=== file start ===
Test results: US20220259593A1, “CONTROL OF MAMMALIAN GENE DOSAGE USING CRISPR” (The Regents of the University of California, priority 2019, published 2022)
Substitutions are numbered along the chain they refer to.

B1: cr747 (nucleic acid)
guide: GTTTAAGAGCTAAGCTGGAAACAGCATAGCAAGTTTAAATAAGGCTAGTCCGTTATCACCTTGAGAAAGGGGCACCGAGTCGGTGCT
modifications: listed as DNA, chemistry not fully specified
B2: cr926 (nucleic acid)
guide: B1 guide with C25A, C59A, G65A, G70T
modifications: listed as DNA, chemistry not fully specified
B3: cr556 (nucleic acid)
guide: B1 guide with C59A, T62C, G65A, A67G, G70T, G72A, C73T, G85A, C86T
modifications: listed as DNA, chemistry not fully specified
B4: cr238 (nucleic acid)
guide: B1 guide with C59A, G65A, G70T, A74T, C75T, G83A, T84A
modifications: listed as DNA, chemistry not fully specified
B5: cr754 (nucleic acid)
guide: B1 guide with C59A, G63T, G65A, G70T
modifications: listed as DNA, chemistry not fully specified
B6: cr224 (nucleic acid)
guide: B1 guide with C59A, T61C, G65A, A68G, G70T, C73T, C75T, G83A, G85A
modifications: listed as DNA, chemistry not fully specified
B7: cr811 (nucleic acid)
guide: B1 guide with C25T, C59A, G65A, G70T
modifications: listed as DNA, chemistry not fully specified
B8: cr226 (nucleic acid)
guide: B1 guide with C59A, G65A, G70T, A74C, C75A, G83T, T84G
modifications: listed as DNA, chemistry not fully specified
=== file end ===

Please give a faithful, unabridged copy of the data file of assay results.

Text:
Test results: US20220259593A1, “CONTROL OF MAMMALIAN GENE DOSAGE USING CRISPR” (The Regents of the University of California, priority 2019, published 2022)
Substitutions are numbered along the chain they refer to.

B1: cr747 (nucleic acid)
guide: GTTTAAGAGCTAAGCTGGAAACAGCATAGCAAGTTTAAATAAGGCTAGTCCGTTATCACCTTGAGAAAGGGGCACCGAGTCGGTGCT
modifications: listed as DNA, chemistry not fully specified
B2: cr926 (nucleic acid)
guide: B1 guide with C25A, C59A, G65A, G70T
modifications: listed as DNA, chemistry not fully specified
B3: cr556 (nucleic acid)
guide: B1 guide with C59A, T62C, G65A, A67G, G70T, G72A, C73T, G85A, C86T
modifications: listed as DNA, chemistry not fully specified
B4: cr238 (nucleic acid)
guide: B1 guide with C59A, G65A, G70T, A74T, C75T, G83A, T84A
modifications: listed as DNA, chemistry not fully specified
B5: cr754 (nucleic acid)
guide: B1 guide with C59A, G63T, G65A, G70T
modifications: listed as DNA, chemistry not fully specified
B6: cr224 (nucleic acid)
guide: B1 guide with C59A, T61C, G65A, A68G, G70T, C73T, C75T, G83A, G85A
modifications: listed as DNA, chemistry not fully specified
B7: cr811 (nucleic acid)
guide: B1 guide with C25T, C59A, G65A, G70T
modifications: listed as DNA, chemistry not fully specified
B8: cr226 (nucleic acid)
guide: B1 guide with C59A, G65A, G70T, A74C, C75A, G83T, T84G
modifications: listed as DNA, chemistry not fully specified